The popularity of bollards has dramatically increased during the past decade because of heightened concerns about security. They are an easy, practical, and cost-effective way of erecting anti-ram perimeter defense without creating a visual sense of a fortified bunker. Bollards are popular for traffic direction and control, as well as in purely attractive applications. On the other hand, steel traffic bollards can provide many features beyond security. They can be used purely aesthetic purposes, functioning as landscaping elements. Bollards can make visible boundaries of a property, or split areas within sites. They can control traffic and they are often organized to allow pedestrian access while preventing entry of vehicles.
Removable and retractable bollards can allow different amounts of access restriction for a variety of circumstances. They frequently inform us where we could and cannot drive, park, bike, or walk, protect us from crime, shield vehicles and property from accidents, and add aesthetic features to our own building exteriors and surrounding areas. Bollards can incorporate other functions including lighting, security cameras, bicycle parking as well as seating. Decorative bollards are made in a number of patterns to harmonize with an array of architectural styles. The prevalence of the very most common form of security bollard, the concrete-filled steel pipe, has encouraged the manufacturing of decorative bollards made to fit as covers over standard steel pipe sizes, adding pleasing form towards the required function.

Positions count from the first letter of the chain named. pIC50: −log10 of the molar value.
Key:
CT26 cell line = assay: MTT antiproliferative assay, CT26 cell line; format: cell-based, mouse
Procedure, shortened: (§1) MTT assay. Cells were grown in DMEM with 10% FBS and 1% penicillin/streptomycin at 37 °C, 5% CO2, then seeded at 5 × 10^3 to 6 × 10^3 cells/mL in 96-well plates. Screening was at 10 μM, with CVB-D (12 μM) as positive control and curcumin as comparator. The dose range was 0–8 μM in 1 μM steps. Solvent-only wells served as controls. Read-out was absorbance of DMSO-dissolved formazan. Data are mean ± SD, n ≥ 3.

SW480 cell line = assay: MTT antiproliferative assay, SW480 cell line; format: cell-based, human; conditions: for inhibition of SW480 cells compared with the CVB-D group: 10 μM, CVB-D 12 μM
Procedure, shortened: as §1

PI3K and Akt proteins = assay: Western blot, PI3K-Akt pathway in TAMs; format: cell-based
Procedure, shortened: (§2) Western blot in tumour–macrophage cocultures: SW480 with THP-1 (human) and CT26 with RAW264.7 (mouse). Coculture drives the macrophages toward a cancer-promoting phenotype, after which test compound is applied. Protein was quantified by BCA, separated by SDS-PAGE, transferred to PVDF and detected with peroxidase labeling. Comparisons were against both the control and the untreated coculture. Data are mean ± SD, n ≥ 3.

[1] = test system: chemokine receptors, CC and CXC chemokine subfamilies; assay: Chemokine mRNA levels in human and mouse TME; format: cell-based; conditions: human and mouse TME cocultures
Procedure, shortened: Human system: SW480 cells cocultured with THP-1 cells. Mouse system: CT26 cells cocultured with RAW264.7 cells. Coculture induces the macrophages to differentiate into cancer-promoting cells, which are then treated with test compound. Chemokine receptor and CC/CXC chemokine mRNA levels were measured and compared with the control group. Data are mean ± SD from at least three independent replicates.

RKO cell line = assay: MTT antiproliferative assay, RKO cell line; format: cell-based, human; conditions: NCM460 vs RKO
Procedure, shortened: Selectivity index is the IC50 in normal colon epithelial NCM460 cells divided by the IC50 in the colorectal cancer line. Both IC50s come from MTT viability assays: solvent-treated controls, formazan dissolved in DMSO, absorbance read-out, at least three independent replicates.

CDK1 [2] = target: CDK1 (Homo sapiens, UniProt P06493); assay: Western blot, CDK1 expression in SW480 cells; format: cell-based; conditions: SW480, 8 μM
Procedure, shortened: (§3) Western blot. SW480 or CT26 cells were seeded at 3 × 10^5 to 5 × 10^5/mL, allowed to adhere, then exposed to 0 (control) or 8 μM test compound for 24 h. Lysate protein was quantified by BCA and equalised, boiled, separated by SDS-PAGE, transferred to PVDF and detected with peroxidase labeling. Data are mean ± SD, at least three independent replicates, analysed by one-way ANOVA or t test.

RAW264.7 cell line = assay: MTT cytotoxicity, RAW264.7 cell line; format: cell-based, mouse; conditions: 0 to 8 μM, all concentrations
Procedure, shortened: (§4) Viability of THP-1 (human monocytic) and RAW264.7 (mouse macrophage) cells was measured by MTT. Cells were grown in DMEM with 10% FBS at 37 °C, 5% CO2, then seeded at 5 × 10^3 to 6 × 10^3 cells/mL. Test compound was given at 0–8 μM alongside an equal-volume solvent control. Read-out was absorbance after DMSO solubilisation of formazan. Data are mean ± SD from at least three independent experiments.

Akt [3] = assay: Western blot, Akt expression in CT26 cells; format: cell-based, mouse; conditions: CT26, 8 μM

Exactly What Is A Bollard?
A bollard is a short vertical post. Early bollards were for mooring large ships at dock, plus they are still in use today. A normal marine bollard is produced in cast iron or steel and shaped somewhat such as a mushroom; the enlarged top is made to prevent mooring ropes from slipping off.
Today, the phrase bollard also describes many different structures utilized on streets, around buildings, and then in landscaping. According to legend, the very first street bollards were actually cannons – sometimes reported to be captured enemy weapons – planted in the ground as boundary posts and town markers. When the flow of former cannons was applied up, similarly shaped iron castings were made to match the same functions. Bollards have since become many varieties which are widely employed on roads, especially in urban areas, in addition to outside supermarkets, restaurants, hotels, shops, government buildings and stadiums.
The most frequent form of bollard is fixed. The simplest is surely an unaesthetic steel post, about 914 to 1219 mm (36 to 48 in.) above-grade. Specially manufactured bollards include not only simple posts, but in addition a multitude of decorative designs. Some feature square or rectangular cross-sections, but most are cylindrical, sometimes having a domed, angled, or flat cap. They are available in a variety of metallic, painted, and sturdy powder coat finishes.
Removable bollards are used where the necessity to limit access or direct traffic changes occasionally. Both retractable and fold-down styles are employed where selective entry is frequently needed, and they are designed therefore the bollard can easily be collapsed to ground level and quickly re-erected. Both retractable units may be manually operated or automated with hydraulic movements. Movable bollards are large, heavy objects – frequently stone or concrete – that count on how much they weigh instead of structural anchoring to stay in place. They are made to be moved rarely, and then just with heavy machinery like a fork-lift.